Paris Fashion Week, in an apparent attempt to shed its stuck-up, exclusionary reputation, is extending its accessibility through Virtual Reality (VR) technology and the power of social media. Continuously evolving in today’s world of high-tech, smartphones are now able to “sit in” at runway shows, working like a pair of eyes wandering 360 degrees across the venue. Furthermore, keeping up with “Vogue First Look” on Instagram allows me, a college student eating scrambled eggs with ketchup in the Deece, to get first peeks of designer collections before they even hit the runway. As technology expands the audience base of the fashion lexicon, I can now see the industry attempting to incorporate contemporary issues, such as sustainability and functionality, into their designs.
The most recent Fashion Week during October featured experimental clothing, materials and sets. Japanese designer brand Issey Miyake abandoned the four-inch heels and resting-bitch faces, opting instead to celebrate the joy of moving in their clothes—all while demonstrating the fluidity of their textiles. To paint a picture, the runway had no formal “way” to it; models paced to the rhythm of music in groups, some swiftly dashing on skateboards, others gracefully levitating on their tiptoes. All movements were possible and comfortable in Miyake’s versatile designs.
The climax of the show commenced as dresses were pulleyed down from the ceiling, and, in one swift motion, slipped onto the bodies of the models anticipating them. The show continued with the models bouncing to the music in their brand new dresses. The audiences irresistibly tapped their toes to the catchy beats while being caught in awe with the “signature Miyake springiness” (“SPRING 2020 READY-TO-WEAR Issey Miyake,” Vogue, 10.12.2019). Miyake’s designs seek freedom of movement in their outfits, and the variety of bright colors boosted the show’s energy and lit up the venue. The arrangement was original but not chaotic, empowering but not daunting. I think Issey Miyake’s showcase in Paris was the epitome of conveying comfort, enjoyability and practicality through clothing.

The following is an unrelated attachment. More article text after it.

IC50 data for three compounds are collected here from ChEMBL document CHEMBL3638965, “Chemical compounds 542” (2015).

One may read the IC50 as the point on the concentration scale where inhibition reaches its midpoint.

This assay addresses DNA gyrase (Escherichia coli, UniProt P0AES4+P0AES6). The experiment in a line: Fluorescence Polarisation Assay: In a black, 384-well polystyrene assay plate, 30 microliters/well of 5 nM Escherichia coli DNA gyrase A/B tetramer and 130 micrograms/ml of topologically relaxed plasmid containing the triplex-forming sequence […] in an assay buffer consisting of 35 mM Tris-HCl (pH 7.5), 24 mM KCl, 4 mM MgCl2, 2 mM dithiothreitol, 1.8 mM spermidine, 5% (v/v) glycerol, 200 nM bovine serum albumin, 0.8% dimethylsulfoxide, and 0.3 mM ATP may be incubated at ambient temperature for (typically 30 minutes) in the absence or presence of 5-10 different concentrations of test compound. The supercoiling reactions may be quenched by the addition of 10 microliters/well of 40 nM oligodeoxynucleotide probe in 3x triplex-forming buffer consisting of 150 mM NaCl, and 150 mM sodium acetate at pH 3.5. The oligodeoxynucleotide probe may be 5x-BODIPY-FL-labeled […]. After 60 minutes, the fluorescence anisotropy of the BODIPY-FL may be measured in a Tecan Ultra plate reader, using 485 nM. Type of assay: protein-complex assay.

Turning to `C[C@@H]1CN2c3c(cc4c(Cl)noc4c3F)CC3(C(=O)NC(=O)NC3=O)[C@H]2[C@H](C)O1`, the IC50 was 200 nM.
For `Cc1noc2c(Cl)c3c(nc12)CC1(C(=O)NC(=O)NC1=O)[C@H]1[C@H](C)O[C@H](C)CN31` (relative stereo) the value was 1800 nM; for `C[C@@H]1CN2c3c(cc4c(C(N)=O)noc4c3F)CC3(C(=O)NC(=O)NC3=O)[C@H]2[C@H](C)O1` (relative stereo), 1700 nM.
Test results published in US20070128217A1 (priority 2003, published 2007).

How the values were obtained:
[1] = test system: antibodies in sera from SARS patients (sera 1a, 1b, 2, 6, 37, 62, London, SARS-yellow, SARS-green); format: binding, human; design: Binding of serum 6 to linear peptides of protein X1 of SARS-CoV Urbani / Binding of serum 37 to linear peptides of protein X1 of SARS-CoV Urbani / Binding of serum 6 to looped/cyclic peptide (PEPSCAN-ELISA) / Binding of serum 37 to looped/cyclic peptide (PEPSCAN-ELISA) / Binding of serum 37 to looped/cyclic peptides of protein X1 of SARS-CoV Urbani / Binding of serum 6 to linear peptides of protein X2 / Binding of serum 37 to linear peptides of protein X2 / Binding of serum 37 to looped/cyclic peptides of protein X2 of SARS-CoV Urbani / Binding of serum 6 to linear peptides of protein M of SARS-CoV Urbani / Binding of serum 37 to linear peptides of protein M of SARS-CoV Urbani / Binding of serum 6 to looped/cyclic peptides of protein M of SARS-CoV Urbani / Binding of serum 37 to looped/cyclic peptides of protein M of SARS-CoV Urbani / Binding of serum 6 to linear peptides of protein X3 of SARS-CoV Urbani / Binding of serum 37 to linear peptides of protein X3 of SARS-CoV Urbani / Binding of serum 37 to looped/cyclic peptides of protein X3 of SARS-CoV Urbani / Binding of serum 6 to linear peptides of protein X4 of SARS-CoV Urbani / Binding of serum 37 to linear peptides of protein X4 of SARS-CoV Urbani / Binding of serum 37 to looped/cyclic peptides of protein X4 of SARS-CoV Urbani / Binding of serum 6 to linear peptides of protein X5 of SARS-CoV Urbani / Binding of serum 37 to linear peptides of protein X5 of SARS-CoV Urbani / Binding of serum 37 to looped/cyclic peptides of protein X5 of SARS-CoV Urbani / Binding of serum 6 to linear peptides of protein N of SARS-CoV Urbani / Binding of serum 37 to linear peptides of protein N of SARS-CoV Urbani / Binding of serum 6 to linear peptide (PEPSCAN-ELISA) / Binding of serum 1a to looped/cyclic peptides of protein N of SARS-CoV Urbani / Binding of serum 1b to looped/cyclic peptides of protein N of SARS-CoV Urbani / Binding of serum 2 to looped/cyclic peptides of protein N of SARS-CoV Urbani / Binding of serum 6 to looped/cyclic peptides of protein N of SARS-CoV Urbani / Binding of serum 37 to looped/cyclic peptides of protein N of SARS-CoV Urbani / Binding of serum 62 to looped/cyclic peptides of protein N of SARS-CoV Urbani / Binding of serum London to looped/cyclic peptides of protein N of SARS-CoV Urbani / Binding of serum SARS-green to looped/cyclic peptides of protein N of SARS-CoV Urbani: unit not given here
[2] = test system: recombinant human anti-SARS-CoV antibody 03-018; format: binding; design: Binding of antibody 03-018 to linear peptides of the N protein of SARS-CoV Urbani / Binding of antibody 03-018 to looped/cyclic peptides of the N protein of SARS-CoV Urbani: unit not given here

While many designs in this season’s Fashion Week were absolutely genius, there were also admittedly a few that had questionable intentions.
Paris also tackled the issue of sustainability. The fashion industry is a major polluter, yet brands like Dior and Stella McCartney used the runways to express their dedication to the sustainability movement. The day after Greta Thunberg’s appearance in the UN Climate Action Summit, Dior’s runway show explicitly demanded attention to climate change through their installation of 164 trees (which would be replanted to the suburbs in France) and a promise to recycle all of their runway props. Dior’s designs centered around “gardening chic,” featuring flowers woven on linen, straw sandals and “accessories [that] followed a ‘gardening tools, but make it fashion’ aesthetic” (Independent, “Dior to replant 164 trees used in Paris fashion week show,” 09.25.2019). However, how much of that leafy, green runway is actually for activism instead of a perfectly timed PR strategy?
Dior’s shows have been a nod to nature, one ultimately rooted in a 10-minute fantasy which does almost nothing to help the environment. Fashion critic Angelo Flaccavento argued that “Sustainability, whatever that actually means, should be about taking action, not sending press releases. And yet, in today’s mediated world, the announcement is already the accomplishment” (Business of Fashion, “The Verdict on Paris Fashion Week,” 2019). While the interior of the theater was all flora and fauna, outside, gas-guzzling cars were lined up and guests were given plastic ponchos to stay dry in the unanticipated Parisian rain. And to top it all off, Dior never publicly announced the sources and production of their materials—so what does having a botanical wardrobe have to do with sustainability anyways?
On a surface level, it’s understandable why Dior’s timely call for sustainability garnered attention and applause from runway-goers and the media alike. As climate activism gains traction, and Europe (particularly Paris) experiences record-breaking heat waves, “environmentally conscious” is becoming a brand in and of itself. Sustainability has become the trendiest of selling points, and Dior is hoping to expand their customer base by crossing the pantheon into a “responsible brand.”
Well, at least the half-hearted attempts at social consciousness were staged fabulously—and hopefully the rain in Paris smelled like perfume.